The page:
From what I gather, this is to be an Alaska hunting rifle. Unless you plan on using those bullets for hunting, I would not waste case life or barrel life on shooting the hand loads. If you're gonna use them for hunting (and deem them safe), all good. Alternatively they could serve as practice rounds for steel etc, provided the have similar velocity and BC to the hunting load you're gonna use. However, even though they look good and are probably loaded with accuracy in mind, there's no guarantee they'll shoot well in your rifle. You could shoot a few groups and see, and then use the then fire formed brass to start load development with your preferred hunting bullet. In order to feel safe, I would disasemble a couple of them and check the charge weight up against book max. You'd just have to trust that the powder type on the provided data is the same as in the actual cartridges. Then I would make sure there is at least a little bit of jump, and that the bullets are not jammed in the lands. Your reloading buddy can probably help you. For the first couple of shots I would put on goggles, double hearing protection, and hold the rifle behind a house corner with one hand, so there is no way any potential shgapnel can hit anything other than your hand.

But I would not mess around, and rather just disassemble all of them and put all my time and energy into my actual hunting loads from the get go.

26 Apr 2024
@ 08:14 am (GMT)

Craig Sanford

Re: Reloads for 300 H&H Magnum
Hi Magnus,
Thanks for the reply. Those are pretty much my thoughts as well. I’m still inclined to pull these apart and reload as my own. It just gives me pause to think how much effort the last fellow must have put into making these. At the end of the day it’s probably not worth the risk to try someone else’s reloads no matter how good they may be. Brass life, as you mentioned, is a big concern here… I looked long and hard to find this stuff! Thinking about the 208gr ELD-M bullets for my purposes. I’m just excited to give it a go. While I have a great deal of experience with handguns and semiautomatic rifles, I consider myself a relative novice in the areas of long range precision shooting, bolt action rifle accurizing and hand loading. Finding this website really got me interested in these things, and after getting the book series last year and reading it all, I’m ready to go for it. I’m hoping to get this .300 H&H project together in time for spring black bear hunting. I will try to post updates as I go along. Thanks again to all who have contributed to this topic.
29 Apr 2024
@ 11:33 am (GMT)

Mike Davis

Re: Reloads for 300 H&H Magnum
Having been caught out advice
pull the reloads...and write down what you believe is in them..take careful note of overall length....
IF AND ONLY IF what you get on the scales tallies up with what the given recipe is AND you can find book data that says its ok..put loads back together and use them...but it will only take one load to be off and it can ruin a heck of a lot more than your day...far better and safer to pull them,dump powder if cant 100% be sure its what its said to be (by comparing to new stuff out of tin) and reload with fresh powder and primer..too easy to fire off primers and start again.
I chucked $4-500 worth of powder on my back lawn as couldnt guarantee it was correct..... it hurts but sometimes its just safest thing to do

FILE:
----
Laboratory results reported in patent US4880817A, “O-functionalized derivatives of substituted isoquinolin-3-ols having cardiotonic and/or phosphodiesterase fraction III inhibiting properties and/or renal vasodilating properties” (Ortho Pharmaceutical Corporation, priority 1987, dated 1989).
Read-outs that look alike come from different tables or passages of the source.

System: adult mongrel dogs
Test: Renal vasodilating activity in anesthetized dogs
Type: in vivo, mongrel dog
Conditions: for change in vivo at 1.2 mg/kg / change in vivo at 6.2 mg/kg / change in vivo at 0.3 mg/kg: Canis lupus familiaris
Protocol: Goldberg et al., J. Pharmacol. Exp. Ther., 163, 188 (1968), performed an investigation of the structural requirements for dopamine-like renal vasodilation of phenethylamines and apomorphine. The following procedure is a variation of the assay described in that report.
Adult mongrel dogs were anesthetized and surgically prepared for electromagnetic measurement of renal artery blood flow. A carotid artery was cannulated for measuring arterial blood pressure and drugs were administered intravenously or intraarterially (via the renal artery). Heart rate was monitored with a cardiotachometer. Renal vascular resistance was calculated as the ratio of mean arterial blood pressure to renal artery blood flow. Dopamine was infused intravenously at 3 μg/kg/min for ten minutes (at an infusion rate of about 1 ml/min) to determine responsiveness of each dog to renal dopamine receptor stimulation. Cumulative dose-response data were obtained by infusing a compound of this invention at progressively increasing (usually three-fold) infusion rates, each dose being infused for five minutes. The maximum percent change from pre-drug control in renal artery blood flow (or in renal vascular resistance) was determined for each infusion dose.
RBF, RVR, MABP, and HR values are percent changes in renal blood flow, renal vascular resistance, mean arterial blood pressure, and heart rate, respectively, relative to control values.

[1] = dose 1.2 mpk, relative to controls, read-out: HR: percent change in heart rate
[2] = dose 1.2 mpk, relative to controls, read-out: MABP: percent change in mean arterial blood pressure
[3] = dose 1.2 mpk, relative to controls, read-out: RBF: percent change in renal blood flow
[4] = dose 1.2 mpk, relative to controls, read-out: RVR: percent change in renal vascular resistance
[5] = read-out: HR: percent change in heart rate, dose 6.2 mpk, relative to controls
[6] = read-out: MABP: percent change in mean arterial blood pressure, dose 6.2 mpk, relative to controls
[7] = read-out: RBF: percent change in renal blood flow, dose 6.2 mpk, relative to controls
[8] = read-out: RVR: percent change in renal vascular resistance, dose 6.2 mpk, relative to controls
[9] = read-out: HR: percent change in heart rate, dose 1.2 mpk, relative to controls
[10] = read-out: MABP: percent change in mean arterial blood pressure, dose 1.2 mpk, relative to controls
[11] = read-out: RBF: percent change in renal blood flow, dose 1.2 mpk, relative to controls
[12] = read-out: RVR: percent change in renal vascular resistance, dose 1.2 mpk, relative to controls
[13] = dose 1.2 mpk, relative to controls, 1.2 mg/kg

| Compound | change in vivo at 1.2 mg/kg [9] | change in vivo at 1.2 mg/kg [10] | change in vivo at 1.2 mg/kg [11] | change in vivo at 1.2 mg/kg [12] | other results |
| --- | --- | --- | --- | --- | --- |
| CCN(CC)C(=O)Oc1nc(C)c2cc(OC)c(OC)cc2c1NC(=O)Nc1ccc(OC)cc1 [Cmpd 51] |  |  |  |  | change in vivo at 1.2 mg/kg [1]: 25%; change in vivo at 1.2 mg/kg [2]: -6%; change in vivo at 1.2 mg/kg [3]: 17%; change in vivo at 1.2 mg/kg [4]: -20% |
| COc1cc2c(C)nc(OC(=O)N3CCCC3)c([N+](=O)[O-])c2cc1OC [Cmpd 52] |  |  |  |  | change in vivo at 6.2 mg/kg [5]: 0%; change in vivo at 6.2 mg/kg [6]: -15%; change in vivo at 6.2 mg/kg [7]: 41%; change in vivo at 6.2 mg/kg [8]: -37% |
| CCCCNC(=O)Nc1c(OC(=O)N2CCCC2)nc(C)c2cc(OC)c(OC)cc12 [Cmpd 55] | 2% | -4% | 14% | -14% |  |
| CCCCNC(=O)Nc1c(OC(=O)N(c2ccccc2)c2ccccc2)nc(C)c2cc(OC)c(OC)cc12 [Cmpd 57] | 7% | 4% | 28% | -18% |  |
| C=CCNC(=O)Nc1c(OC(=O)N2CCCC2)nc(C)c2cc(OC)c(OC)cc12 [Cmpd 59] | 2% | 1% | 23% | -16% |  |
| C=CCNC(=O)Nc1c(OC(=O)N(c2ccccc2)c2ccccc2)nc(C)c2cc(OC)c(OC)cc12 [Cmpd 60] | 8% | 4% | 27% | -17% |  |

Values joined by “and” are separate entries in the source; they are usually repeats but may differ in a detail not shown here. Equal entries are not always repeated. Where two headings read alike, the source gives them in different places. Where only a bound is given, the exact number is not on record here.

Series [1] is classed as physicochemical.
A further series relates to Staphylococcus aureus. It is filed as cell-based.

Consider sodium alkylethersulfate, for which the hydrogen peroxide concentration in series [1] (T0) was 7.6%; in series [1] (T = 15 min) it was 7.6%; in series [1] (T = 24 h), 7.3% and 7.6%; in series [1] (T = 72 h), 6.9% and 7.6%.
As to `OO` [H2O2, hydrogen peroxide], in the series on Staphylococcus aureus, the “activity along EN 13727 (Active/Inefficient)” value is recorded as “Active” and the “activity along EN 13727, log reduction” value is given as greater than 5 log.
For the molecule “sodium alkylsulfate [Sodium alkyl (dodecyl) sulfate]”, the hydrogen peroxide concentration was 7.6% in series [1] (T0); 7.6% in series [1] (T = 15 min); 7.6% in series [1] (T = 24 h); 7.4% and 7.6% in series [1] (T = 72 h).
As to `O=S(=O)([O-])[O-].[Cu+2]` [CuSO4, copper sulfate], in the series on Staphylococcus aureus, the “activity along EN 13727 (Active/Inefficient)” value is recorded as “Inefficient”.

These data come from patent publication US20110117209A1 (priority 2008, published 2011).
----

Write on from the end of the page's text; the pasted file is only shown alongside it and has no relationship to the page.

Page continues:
believe me when I say blowing up your favorite rifle is not a good experience.
06 May 2024
@ 04:39 pm (GMT)

Craig Sanford

Re: Reloads for 300 H&H Magnum
Hi Mike,
Thanks for the reply. I had the reloads checked over by a more experienced hand loader and he said they should be good to go. I will still plan to pull them and reload myself to save the longevity of the brass if nothing else. The currently loaded projectiles are not really what I would select for my hunting needs. The dilemma now is finding a proper base to mount a scope. The rifle had 2-piece Weaver bases when I got it. I noticed the rear base had only 1 screw so thought 1 was missing, then realized the bridge was only drilled and tapped for 1 screw! Not sure what the previous owner was thinking there. So off to the internet to buy a 1-piece Redfield base. I found a base for the correct make/model and serial number range. Not even close. Measured hole spacing and ordered a different base with matching measurements, although a different serial number range. Very close but not quite. Seems like it must’ve been a 1949 custom job, and will need to be in 2024 too.
12 May 2024
@ 12:16 am (GMT)

Craig Sanford

Re: Reloads for 300 H&H Magnum
At long last I was able to try out this old rifle, albeit with iron sights only. I found an old box of 220-grain Winchester Silvertip ammunition that looked like it had been on the store shelf for half a century (or more) waiting for someone to use it. Gave her all 20 rounds… Worked great! My first impression is the rifle is true to the reputation for H&H smooth feeding - and of course the expected Model 70 reliability. Accuracy was as good as could be expected with iron sights and old ammo, fair groups but printing high at 50 yard with the fiber optic sight the previous owner installed. A taller front sight is now on the to do list, along with a custom base, cera-kote, glass bedding, and of course a thorough work up of reloads. Suffice to say this project is going to take a while before completion. I will use the trusty old .35 Whelen for my spring bear hunt later this month, arguably a better tool for the job anyway as our bear hunting is typically a closer range affair. I will aim to have the .300 H&H ready for her tryouts with caribou and moose in a few months, thus allowing for some true long range practice in the meantime.